Advantage And Limitations Of Interviews – Coursework Example
Research Methods al Affiliation) Interviews and Questionnaires The accuracy of information distributed is dependent on the data used to derive such information (Cargan, 2007). In addition, the data is derived from research methods. Therefore, the efficacy of research methods dictates the viability of the eventual information. Data collection may take the form of primary or secondary research. Interviews and questionnaires fall under primary research whereby the researcher approaches the respondents, that is, the respondents are the source of data (Creswell & Plano Clark, 2007).
When conducting social research, interviews provide the best possible source of data. However, they are effective solely or supplemented by other methods due to their inherent advantages and limitations respectively. Interviews provide room for direct feedback from respondents. The interviewer probes the respondent; hence, obtaining rich data and insights. In addition, the interviewer and respondent establish a relationship that ensures they develop a rapport. The level of interaction enables the two to be flexible in relation to the time, location, and the means of communication.
The inherent disadvantage of conducting interviews during social research is that they are time-consuming as they involve communicating with one respondent at a time. In addition, the interviewers may either give contradicting information or fail to participate in the interview in case the interview touches on information considered sensitive to them. As such, the interviewing process requires that the interviewer and respondent establish a level of trust by issuing informed consent.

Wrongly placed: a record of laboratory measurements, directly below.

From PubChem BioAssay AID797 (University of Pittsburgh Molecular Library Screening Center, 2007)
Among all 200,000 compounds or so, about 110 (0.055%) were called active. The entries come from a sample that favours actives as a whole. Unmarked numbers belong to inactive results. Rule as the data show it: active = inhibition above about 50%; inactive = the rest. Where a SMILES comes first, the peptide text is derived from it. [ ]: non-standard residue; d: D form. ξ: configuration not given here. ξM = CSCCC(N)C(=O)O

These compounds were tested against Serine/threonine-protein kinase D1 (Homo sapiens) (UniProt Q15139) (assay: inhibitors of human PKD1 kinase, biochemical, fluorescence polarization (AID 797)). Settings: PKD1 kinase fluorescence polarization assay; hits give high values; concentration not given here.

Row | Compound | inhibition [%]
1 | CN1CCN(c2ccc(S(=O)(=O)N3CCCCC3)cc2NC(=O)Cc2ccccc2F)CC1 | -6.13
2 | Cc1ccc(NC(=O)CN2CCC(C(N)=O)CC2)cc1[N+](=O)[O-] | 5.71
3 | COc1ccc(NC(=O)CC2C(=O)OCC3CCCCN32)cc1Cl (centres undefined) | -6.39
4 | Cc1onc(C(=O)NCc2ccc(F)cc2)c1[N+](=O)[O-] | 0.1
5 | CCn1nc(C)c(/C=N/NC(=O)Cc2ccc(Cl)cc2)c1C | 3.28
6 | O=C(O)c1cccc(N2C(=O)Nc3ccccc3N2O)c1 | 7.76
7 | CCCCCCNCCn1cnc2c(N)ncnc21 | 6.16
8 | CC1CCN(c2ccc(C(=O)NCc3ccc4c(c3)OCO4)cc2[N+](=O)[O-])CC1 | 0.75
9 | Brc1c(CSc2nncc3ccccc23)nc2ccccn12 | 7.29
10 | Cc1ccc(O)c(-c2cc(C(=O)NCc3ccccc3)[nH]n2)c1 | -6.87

Survey research involves selecting a population to provide the necessary data through questionnaires. Questionnaires are time saving because it provides data from multiple data sets within a short span. The multiple sets of data ensure that information is accurate because it reduces the chances of bias among the answers provided for similar questions. However, the effectiveness of questionnaires depends on the questions asked. Good questions bring forth good answers, and bad questions bad answers and respondents are limited to the questions asked (no room for expansion). In addition, some people may disregard the questionnaires if they feel that their opinions would not make a difference due to the large numbers of respondents (De Vaus, 2002).
Interviews are comprehensive as compared to questionnaires. They derive objective information because the interviewer has the discretion to structure the questions to suit different interviewees. On the other hand, questionnaires ask similar questions to multiple people; hence, do not allow room for expanding one’s opinion. Therefore, interviews are preferable to questionnaires because they are thorough and concise.
Cargan, L. (2007). Doing social research. Lanham, Md.: Rowman & Littlefield Publishers.
Creswell, J., & Plano Clark, V. (2007). Designing and conducting mixed methods research. Thousand Oaks, Calif.: SAGE Publications.
De Vaus, D. (2002). Surveys in social research. London: Routledge.